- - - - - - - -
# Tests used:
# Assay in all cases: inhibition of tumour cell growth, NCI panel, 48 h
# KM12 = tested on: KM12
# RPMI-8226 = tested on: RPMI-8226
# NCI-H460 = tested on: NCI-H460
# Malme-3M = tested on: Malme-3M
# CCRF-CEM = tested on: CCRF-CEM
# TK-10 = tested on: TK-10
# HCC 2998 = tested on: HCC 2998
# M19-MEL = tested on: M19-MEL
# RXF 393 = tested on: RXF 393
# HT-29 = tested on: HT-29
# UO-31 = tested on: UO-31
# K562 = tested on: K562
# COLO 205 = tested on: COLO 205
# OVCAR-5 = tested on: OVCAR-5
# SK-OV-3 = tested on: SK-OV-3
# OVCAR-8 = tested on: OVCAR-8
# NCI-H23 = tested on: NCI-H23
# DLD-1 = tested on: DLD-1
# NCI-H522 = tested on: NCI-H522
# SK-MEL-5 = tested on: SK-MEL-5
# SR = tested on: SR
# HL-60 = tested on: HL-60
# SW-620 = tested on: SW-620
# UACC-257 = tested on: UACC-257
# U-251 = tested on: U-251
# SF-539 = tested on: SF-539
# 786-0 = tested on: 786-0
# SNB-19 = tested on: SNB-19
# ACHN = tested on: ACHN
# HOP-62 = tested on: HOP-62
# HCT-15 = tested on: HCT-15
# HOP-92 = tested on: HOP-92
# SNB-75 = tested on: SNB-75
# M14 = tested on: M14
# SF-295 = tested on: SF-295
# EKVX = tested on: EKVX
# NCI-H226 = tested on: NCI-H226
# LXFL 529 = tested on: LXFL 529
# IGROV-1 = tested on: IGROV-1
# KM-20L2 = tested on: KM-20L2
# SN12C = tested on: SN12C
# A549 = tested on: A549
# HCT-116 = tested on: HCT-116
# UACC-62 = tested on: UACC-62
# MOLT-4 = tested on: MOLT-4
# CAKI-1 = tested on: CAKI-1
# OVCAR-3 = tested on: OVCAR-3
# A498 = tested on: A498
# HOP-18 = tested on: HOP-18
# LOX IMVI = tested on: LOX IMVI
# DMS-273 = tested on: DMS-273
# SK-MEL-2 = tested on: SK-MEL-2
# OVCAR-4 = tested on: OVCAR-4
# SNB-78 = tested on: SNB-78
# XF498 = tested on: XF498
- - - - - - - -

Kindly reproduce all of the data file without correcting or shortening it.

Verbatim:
# Tests used:
# Assay in all cases: inhibition of tumour cell growth, NCI panel, 48 h
# KM12 = tested on: KM12
# RPMI-8226 = tested on: RPMI-8226
# NCI-H460 = tested on: NCI-H460
# Malme-3M = tested on: Malme-3M
# CCRF-CEM = tested on: CCRF-CEM
# TK-10 = tested on: TK-10
# HCC 2998 = tested on: HCC 2998
# M19-MEL = tested on: M19-MEL
# RXF 393 = tested on: RXF 393
# HT-29 = tested on: HT-29
# UO-31 = tested on: UO-31
# K562 = tested on: K562
# COLO 205 = tested on: COLO 205
# OVCAR-5 = tested on: OVCAR-5
# SK-OV-3 = tested on: SK-OV-3
# OVCAR-8 = tested on: OVCAR-8
# NCI-H23 = tested on: NCI-H23
# DLD-1 = tested on: DLD-1
# NCI-H522 = tested on: NCI-H522
# SK-MEL-5 = tested on: SK-MEL-5
# SR = tested on: SR
# HL-60 = tested on: HL-60
# SW-620 = tested on: SW-620
# UACC-257 = tested on: UACC-257
# U-251 = tested on: U-251
# SF-539 = tested on: SF-539
# 786-0 = tested on: 786-0
# SNB-19 = tested on: SNB-19
# ACHN = tested on: ACHN
# HOP-62 = tested on: HOP-62
# HCT-15 = tested on: HCT-15
# HOP-92 = tested on: HOP-92
# SNB-75 = tested on: SNB-75
# M14 = tested on: M14
# SF-295 = tested on: SF-295
# EKVX = tested on: EKVX
# NCI-H226 = tested on: NCI-H226
# LXFL 529 = tested on: LXFL 529
# IGROV-1 = tested on: IGROV-1
# KM-20L2 = tested on: KM-20L2
# SN12C = tested on: SN12C
# A549 = tested on: A549
# HCT-116 = tested on: HCT-116
# UACC-62 = tested on: UACC-62
# MOLT-4 = tested on: MOLT-4
# CAKI-1 = tested on: CAKI-1
# OVCAR-3 = tested on: OVCAR-3
# A498 = tested on: A498
# HOP-18 = tested on: HOP-18
# LOX IMVI = tested on: LOX IMVI
# DMS-273 = tested on: DMS-273
# SK-MEL-2 = tested on: SK-MEL-2
# OVCAR-4 = tested on: OVCAR-4
# SNB-78 = tested on: SNB-78
# XF498 = tested on: XF498